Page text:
Phil Nolan Quietly Coming Up Big For UConn

Phillip Nolan, right, is making his presence felt inside for UConn recently. (Cloe Poisson)

HARTFORD — It's a phrase that UConn coach Kevin Ollie uses often to begin making a point:

"You guys don't see it, but …"

He has been using it more and more to make points about Phil Nolan, who is becoming the unofficial chairman of the Huskies' "committee" of big men, leaving his fingerprints on UConn victories in ways that are sometimes obvious, but often not.

"I like that offensive rebound by Phil Nolan," Ollie said, referring to a big play in UConn's 86-81 overtime win over Memphis on Saturday. "I like offensive rebounds. Shabazz [Napier] shot, Phil went and got the basketball. We got outrebounded, but that was big, rebounding the ball. And then, you guys probably didn't see it, Philly, set a great screen for 'Bazz tro get open. That's all Philly, getting him open. And Shabazz will tell you that."

Nolan, a 6-foot-10, 212-pound sophomore from Milwaukee, does not like to talk about himself. When invited to do so, he often gets sheepish, laughs a little. Asked recently if his confidence had reached an all-time high, he laughed and said, "I wouldn't say that. I'm just playing."

But on the court, Nolan has become all business for UConn (20-5, 8-4 American Athletic Conference), which is likely to move up a few spots from No. 24 when the new polls come out on Monday and not very likely to be shoved aside. On Saturday, he was called upon to grapple with Shaq Goodwin, Memphis' 240-pound forward, and Nolan held his ground. Goodwin was 3-for-8 from the floor, with seven points, six rebounds and five blocks in 44 minutes.

"I felt Phil down there a couple of times," Ollie said. "It looked like [Goodwin] was throwing elbows at Phil, but Phil kept fighting."

In the final seconds of regulation, after Nolan's offensive rebound had set up Napier's game-tying three-point play, Nolan and Memphis' David Pellom hit the floor chasing down a loose ball that eventually went to UConn.

"Two dudes dove on the floor," Ryan Boatright said. "It was a close game and we needed that ball."

Nolan's stat line for the game was modest: 1-for-3 from the floor, two points, two rebounds, one steal in 28 minutes. It was up to his teammates to brag on him.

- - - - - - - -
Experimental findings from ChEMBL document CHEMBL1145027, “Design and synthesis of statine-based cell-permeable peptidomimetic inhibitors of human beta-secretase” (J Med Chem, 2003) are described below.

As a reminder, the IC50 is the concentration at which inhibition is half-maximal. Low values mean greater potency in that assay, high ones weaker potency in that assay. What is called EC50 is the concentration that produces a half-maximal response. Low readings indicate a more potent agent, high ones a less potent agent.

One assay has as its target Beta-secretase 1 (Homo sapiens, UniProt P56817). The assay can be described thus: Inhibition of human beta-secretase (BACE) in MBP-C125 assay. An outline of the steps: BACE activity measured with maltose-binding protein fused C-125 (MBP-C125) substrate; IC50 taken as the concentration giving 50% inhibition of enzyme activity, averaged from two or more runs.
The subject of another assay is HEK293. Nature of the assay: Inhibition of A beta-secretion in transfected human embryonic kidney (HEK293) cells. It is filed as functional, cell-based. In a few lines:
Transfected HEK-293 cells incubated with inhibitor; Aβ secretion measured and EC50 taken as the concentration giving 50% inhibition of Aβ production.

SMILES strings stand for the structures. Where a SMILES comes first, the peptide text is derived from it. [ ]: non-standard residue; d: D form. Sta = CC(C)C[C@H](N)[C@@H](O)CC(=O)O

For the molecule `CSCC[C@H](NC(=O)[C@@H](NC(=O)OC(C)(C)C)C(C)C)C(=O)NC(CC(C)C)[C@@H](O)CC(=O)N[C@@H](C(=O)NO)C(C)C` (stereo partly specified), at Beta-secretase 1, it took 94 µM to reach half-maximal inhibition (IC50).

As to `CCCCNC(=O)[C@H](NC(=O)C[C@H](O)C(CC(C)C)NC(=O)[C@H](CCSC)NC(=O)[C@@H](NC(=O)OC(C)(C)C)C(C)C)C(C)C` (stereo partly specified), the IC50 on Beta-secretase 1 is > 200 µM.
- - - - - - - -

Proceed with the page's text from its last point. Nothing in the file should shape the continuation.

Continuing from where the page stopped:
"Philip definitely came in and took care of his minutes," Napier said. "He played Shaq to the best of his abilities. He's one of our best pick-and-roll defenders. He hard-hedges really well and he likes to talk all the time on the court. When we get him the ball he does his best."

Nolan played little until the end of last season, when he played 34 minutes against Providence in the season finale, a grinding overtime win somewhat similar to this Memphis game. He was in the starting lineup early this season, but was eventually replaced by freshman Amida Brimah, a shot-blocking presence.

Coming off the bench since Dec. 28, Nolan has had some of his best games – 11 points, six rebounds and 7-for-7 from the free-throw line against Eastern Washington; eight points and five rebounds in 15 minutes against Central Florida on Jan. 11; Ten points and seven rebounds in 16 minutes against Houston Jan. 30; Ten points – 5-for-5 from the floor at UCF on Feb. 9.

On Saturday, Ollie liked what he saw after putting Nolan in early, with just two minutes expired, and stayed with him for the majority of the game, Brimah playing eight minutes, Tyler Olander 11. Napier scored 34 points, and Boatright 21, with screens set by Nolan, DeAndre Daniels, Niels Giffey and Olander a big factor in that backcourt production. Though the Huskies were badly outrebounded on the stat sheet – 38-28 – Nolan's rebound to set up Napier's game-tying play was undoubtedly the most important of the day. It spoke volumes.

"I just wanted to keep Phil in, and he did a great job," Ollie said. "Whatever you get, take care of your minutes."